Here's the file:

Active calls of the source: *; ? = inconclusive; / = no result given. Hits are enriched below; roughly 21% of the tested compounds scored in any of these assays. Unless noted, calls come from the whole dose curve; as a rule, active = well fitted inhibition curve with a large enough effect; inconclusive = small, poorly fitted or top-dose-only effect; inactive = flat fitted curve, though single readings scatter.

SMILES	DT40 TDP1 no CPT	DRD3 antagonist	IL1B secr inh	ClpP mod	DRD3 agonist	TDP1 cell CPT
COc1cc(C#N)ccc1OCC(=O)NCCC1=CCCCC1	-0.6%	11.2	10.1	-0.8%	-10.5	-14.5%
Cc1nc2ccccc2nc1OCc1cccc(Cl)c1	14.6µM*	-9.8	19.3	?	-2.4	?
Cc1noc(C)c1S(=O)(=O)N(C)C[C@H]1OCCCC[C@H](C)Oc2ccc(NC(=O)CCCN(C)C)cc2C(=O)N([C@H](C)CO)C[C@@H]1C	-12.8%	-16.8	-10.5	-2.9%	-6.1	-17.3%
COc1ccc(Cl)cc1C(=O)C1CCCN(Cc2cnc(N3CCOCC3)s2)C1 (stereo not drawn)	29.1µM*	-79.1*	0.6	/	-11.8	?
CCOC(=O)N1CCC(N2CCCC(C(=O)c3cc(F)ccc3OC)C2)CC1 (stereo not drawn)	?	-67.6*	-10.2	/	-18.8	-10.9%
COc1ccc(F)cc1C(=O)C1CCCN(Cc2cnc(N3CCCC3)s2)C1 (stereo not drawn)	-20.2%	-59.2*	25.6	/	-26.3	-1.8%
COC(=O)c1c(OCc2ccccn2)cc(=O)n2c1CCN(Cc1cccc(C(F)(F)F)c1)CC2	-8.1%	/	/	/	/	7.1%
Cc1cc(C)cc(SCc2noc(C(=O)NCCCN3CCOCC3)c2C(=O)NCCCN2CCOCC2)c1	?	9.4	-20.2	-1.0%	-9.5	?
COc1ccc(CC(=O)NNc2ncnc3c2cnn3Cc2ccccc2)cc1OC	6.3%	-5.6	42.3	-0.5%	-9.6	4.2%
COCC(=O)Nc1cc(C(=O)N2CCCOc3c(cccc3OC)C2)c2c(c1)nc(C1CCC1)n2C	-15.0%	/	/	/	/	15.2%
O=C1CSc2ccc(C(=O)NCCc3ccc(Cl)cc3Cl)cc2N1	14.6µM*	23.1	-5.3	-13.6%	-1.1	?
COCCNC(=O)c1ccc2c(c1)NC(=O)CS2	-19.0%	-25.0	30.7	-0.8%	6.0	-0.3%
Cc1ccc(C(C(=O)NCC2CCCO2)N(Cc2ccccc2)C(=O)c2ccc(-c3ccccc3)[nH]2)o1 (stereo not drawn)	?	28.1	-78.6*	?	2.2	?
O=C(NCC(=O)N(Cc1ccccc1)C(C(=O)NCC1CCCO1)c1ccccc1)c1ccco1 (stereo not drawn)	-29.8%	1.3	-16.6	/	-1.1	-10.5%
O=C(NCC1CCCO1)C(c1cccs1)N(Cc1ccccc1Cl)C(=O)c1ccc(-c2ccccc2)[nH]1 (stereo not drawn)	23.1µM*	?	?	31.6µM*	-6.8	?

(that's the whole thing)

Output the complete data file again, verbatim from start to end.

Active calls of the source: *; ? = inconclusive; / = no result given. Hits are enriched below; roughly 21% of the tested compounds scored in any of these assays. Unless noted, calls come from the whole dose curve; as a rule, active = well fitted inhibition curve with a large enough effect; inconclusive = small, poorly fitted or top-dose-only effect; inactive = flat fitted curve, though single readings scatter.

SMILES	DT40 TDP1 no CPT	DRD3 antagonist	IL1B secr inh	ClpP mod	DRD3 agonist	TDP1 cell CPT
COc1cc(C#N)ccc1OCC(=O)NCCC1=CCCCC1	-0.6%	11.2	10.1	-0.8%	-10.5	-14.5%
Cc1nc2ccccc2nc1OCc1cccc(Cl)c1	14.6µM*	-9.8	19.3	?	-2.4	?
Cc1noc(C)c1S(=O)(=O)N(C)C[C@H]1OCCCC[C@H](C)Oc2ccc(NC(=O)CCCN(C)C)cc2C(=O)N([C@H](C)CO)C[C@@H]1C	-12.8%	-16.8	-10.5	-2.9%	-6.1	-17.3%
COc1ccc(Cl)cc1C(=O)C1CCCN(Cc2cnc(N3CCOCC3)s2)C1 (stereo not drawn)	29.1µM*	-79.1*	0.6	/	-11.8	?
CCOC(=O)N1CCC(N2CCCC(C(=O)c3cc(F)ccc3OC)C2)CC1 (stereo not drawn)	?	-67.6*	-10.2	/	-18.8	-10.9%
COc1ccc(F)cc1C(=O)C1CCCN(Cc2cnc(N3CCCC3)s2)C1 (stereo not drawn)	-20.2%	-59.2*	25.6	/	-26.3	-1.8%
COC(=O)c1c(OCc2ccccn2)cc(=O)n2c1CCN(Cc1cccc(C(F)(F)F)c1)CC2	-8.1%	/	/	/	/	7.1%
Cc1cc(C)cc(SCc2noc(C(=O)NCCCN3CCOCC3)c2C(=O)NCCCN2CCOCC2)c1	?	9.4	-20.2	-1.0%	-9.5	?
COc1ccc(CC(=O)NNc2ncnc3c2cnn3Cc2ccccc2)cc1OC	6.3%	-5.6	42.3	-0.5%	-9.6	4.2%
COCC(=O)Nc1cc(C(=O)N2CCCOc3c(cccc3OC)C2)c2c(c1)nc(C1CCC1)n2C	-15.0%	/	/	/	/	15.2%
O=C1CSc2ccc(C(=O)NCCc3ccc(Cl)cc3Cl)cc2N1	14.6µM*	23.1	-5.3	-13.6%	-1.1	?
COCCNC(=O)c1ccc2c(c1)NC(=O)CS2	-19.0%	-25.0	30.7	-0.8%	6.0	-0.3%
Cc1ccc(C(C(=O)NCC2CCCO2)N(Cc2ccccc2)C(=O)c2ccc(-c3ccccc3)[nH]2)o1 (stereo not drawn)	?	28.1	-78.6*	?	2.2	?
O=C(NCC(=O)N(Cc1ccccc1)C(C(=O)NCC1CCCO1)c1ccccc1)c1ccco1 (stereo not drawn)	-29.8%	1.3	-16.6	/	-1.1	-10.5%
O=C(NCC1CCCO1)C(c1cccs1)N(Cc1ccccc1Cl)C(=O)c1ccc(-c2ccccc2)[nH]1 (stereo not drawn)	23.1µM*	?	?	31.6µM*	-6.8	?